We all knew that knives were used in the gangs of Teddy Boys who roamed the town. They were supposed to use cut-throat razors and bike chains too and have really nasty fights. I actually saw a knife fight outside the venue of the first band I went to see (the Birds in 1964). Two Teds were circling each other and slashing out with knives while a baying crowd egged them on – girls shrieking and urging them  on and other Teds jeering. I don’t remember it actually developing into anything where anyone got stabbed though.

I certainly never felt threatened. The knives we played with were somehow not weapons to us. They were either playthings or for show.

It seems different now. They are weapons and they are used to threaten, wound and kill.

Some thoughts on fictions.

We are losing faith in the limited fictions and could be about to embrace a more universal consciousness. It’s a fiction with some substance and the opportunity to both grow and develop a better way of life.

Many find it impossible to let go of the old fictions and go forward. They cling like limpets to the wreckage of dying fictions – religion, patriotism and the President.

I think this change in consciousness took off in the 60s. That is when a lot of people started realising that the establishment was a hypocritical self-serving institution committed to preserving the status quo and paying lip-service to religion and the law. It was empty. All it cared about was making money, and money neither bought happiness or fulfillment.

Many young people took Kerouac’s dream and were looking for something more substantial with more meaning. They lost their respect for organised religion, the President and the idea of nation. They had a broader dream. It wasn’t superficially about making money and having power. It was more about getting back to nature and respecting everyone and the planet. Life should be fun. People should communicate. Race, gender, social standing and nationality no longer held any significance or status.

That’s a good fiction to buy into.

The Beats and Hippies – some thoughts.

The Beats and the Hippies did not want to be part of any warmongering, elite-driven war such as the Vietnam war. They did not want the hypocrisy of a conservative society that espoused one thing and did another. They rejected the austerity, elitism, racism, destructiveness and false patriotism. They wanted something simpler, less damaging, more inclusive, more sincere and more meaningful. They saw the heart of America and the UK, with its lip-service to religion, its greed and selfishness, as an empty lie. It was rotten at heart, uptight and conformist and based on hierarchy and power. It was corrupt.
Corporate America sent its youth to war for economic gain. They made money out of blood.
The elite did not fight and most avoided sending their own sons into battle. They disproportionately sent the poor and coloured.
Church was a club. If Jesus had come back they would have murdered him.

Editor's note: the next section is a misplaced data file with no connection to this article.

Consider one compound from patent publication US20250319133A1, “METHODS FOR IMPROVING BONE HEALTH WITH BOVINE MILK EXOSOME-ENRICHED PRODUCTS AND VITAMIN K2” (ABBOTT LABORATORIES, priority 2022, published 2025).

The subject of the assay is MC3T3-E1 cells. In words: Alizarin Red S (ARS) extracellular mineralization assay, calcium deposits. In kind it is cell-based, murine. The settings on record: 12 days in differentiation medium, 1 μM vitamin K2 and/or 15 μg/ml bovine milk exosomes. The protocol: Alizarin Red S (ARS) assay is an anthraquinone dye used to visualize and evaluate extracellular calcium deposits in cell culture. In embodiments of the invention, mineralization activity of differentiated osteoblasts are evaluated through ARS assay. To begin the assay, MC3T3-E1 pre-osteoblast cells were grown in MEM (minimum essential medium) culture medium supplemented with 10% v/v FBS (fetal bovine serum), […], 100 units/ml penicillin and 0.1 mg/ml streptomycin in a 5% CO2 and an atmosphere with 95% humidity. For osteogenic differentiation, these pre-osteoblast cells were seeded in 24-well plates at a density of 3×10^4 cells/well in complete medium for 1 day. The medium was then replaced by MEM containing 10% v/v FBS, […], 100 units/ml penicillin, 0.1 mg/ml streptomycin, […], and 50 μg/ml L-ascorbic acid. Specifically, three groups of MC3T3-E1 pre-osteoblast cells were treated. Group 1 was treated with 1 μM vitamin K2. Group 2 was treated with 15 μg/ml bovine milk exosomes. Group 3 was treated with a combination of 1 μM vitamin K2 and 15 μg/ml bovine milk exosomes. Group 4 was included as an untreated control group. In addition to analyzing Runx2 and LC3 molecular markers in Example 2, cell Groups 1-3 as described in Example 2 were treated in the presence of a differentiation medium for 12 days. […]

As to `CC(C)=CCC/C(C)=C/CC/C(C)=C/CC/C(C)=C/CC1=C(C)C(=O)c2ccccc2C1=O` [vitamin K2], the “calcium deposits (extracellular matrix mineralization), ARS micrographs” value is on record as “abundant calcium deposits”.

The laws were flouted. Money talked. If you were rich you could get away with murder. If you were poor or black you got electrocuted.
There was no heart or substance. It was all cash and power.
The Hippies and Beats saw a better way of living. They were, and are, right.
Their legacy is in spiritualism, environmentalism and civil rights.
BTW – Jack Kerouac was an early leader of substance but was undermined by Catholic guilt and alcoholism and became a sad character who was confused, increasingly right-wing and ended up a drunken bum.

The Early Greenwich Village Bands of 1964-1965 – an extract from Rock Routes – a book on Rock Music by Opher Goodwin

The Early Greenwich Village Bands of 1964-1965

 

In the early 1960s there were four main groups that were heavily inter-related. They were the Journeymen, The Big Three, the Halifax Three and the Mugwumps.

 

Personnel:

 

Journeymen Big Three Halifax Three Mugwumps
John Philips

Scott McKenzie

Dick Weissman

Cass Elliot

Jim Hendricks

Tim Rose

Denny Doherty

Zalman Yanovsky

Pat Lacroix

Cass Elliot

Jim Hendricks

Denny Doherty

Zalman Yanovsky

 

There was much movement between the various bands. People came and went and Michelle Gilliam, John Philips wife, joined. After a spell working in the Virgin Islands and Puerto Rico the Mugwumps headed to LA to join the Folk Rock scene and morphed into the Mamas and Papas. Zalman Yanovsky stayed in New York and joined up with John Sebastian to form the Lovin’ Spoonful. The Lovin’ Spoonful took off in New York and played in Fisherman’s Wharf in San Francisco helping kick the West Coast scene into ignition.

 

Artist Stand out tracks
Lovin’ Spoonful Younger generation

Nashville cats

Daydream

Do you believe in magic

You didn’t have to be so nice

Summer in the city

Did you ever have to make up your mind?

Mugwumps Searchin’

You can’t judge a book by its cover

Big Three It makes a long time man feel bad
Halifax Three Bull train

The man who wouldn’t sing along with Mitch

 

Everything you ever wanted to know about Rock Music!

If you would like to purchase this book in either digital or paperback it is available on Amazon.

In the UK:

 

In the USA :

Opher Goodwin